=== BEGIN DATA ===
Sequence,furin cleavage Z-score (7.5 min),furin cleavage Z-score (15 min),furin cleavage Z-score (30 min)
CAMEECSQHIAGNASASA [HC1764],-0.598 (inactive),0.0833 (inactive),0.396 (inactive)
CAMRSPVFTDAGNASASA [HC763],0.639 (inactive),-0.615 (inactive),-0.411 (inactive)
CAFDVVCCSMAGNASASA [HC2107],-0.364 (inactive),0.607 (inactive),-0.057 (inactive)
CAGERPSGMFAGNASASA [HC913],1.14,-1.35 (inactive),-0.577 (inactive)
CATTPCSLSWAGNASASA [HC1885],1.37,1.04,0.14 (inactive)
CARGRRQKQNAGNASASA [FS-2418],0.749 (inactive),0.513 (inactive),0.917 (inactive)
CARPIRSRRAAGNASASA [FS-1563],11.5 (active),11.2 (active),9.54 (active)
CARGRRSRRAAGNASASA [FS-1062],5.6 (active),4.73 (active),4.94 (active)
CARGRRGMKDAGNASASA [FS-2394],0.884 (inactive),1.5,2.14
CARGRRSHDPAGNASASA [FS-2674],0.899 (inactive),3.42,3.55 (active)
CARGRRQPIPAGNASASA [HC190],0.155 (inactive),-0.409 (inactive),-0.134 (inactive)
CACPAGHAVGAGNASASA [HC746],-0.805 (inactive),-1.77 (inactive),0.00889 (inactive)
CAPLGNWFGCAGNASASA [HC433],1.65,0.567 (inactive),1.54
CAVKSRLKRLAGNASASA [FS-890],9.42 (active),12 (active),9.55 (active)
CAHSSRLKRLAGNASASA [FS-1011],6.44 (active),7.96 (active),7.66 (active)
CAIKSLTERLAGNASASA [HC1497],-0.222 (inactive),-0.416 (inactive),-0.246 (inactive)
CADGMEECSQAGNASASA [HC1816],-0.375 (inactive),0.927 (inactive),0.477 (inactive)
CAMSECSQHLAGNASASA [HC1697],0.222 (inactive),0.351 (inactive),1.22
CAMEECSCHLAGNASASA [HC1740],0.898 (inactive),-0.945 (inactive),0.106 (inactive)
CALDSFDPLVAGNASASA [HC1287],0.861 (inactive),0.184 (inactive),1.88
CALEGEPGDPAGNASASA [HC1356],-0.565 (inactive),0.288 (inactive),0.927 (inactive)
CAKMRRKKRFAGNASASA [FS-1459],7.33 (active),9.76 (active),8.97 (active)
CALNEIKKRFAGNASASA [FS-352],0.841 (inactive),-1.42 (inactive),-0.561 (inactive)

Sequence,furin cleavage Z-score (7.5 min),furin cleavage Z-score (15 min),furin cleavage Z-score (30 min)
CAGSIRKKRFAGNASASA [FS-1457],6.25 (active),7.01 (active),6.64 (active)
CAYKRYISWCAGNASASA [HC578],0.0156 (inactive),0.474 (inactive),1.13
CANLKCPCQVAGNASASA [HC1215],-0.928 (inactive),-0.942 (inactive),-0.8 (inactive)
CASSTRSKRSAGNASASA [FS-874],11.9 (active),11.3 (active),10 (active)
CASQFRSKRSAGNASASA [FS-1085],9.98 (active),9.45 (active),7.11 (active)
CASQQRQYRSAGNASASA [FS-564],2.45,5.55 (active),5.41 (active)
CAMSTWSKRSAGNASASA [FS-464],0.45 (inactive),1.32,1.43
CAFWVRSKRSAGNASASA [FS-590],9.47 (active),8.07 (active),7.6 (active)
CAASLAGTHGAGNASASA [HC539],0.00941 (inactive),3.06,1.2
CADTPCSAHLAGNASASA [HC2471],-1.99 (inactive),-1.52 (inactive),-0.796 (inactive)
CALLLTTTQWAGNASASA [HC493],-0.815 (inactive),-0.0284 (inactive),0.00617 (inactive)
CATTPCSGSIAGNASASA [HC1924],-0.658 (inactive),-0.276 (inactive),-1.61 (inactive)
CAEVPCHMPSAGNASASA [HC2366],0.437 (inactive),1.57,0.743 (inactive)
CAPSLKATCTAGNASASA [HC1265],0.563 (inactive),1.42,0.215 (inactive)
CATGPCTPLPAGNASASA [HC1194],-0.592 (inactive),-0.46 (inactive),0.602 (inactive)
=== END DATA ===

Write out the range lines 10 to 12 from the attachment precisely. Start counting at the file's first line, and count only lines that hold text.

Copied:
CARGRRGMKDAGNASASA [FS-2394],0.884 (inactive),1.5,2.14
CARGRRSHDPAGNASASA [FS-2674],0.899 (inactive),3.42,3.55 (active)
CARGRRQPIPAGNASASA [HC190],0.155 (inactive),-0.409 (inactive),-0.134 (inactive)